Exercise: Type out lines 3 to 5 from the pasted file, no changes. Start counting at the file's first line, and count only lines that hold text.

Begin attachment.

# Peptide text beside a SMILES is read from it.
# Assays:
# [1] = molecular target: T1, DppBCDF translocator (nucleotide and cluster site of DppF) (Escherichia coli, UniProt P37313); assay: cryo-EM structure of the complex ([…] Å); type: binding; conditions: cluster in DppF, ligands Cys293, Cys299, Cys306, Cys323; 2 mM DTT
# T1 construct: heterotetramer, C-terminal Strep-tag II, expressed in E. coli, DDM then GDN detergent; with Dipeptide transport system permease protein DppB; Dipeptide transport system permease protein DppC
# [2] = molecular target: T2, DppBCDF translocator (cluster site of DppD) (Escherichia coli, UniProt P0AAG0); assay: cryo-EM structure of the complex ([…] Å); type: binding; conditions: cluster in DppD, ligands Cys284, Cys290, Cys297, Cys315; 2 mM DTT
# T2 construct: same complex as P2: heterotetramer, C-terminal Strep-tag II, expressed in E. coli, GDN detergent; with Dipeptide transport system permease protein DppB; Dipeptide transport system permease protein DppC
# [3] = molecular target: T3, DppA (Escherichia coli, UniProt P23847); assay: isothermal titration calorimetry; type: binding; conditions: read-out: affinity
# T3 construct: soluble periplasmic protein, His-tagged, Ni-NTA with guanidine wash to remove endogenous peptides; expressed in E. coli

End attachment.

# [1] = molecular target: T1, DppBCDF translocator (nucleotide and cluster site of DppF) (Escherichia coli, UniProt P37313); assay: cryo-EM structure of the complex ([…] Å); type: binding; conditions: cluster in DppF, ligands Cys293, Cys299, Cys306, Cys323; 2 mM DTT
# T1 construct: heterotetramer, C-terminal Strep-tag II, expressed in E. coli, DDM then GDN detergent; with Dipeptide transport system permease protein DppB; Dipeptide transport system permease protein DppC
# [2] = molecular target: T2, DppBCDF translocator (cluster site of DppD) (Escherichia coli, UniProt P0AAG0); assay: cryo-EM structure of the complex ([…] Å); type: binding; conditions: cluster in DppD, ligands Cys284, Cys290, Cys297, Cys315; 2 mM DTT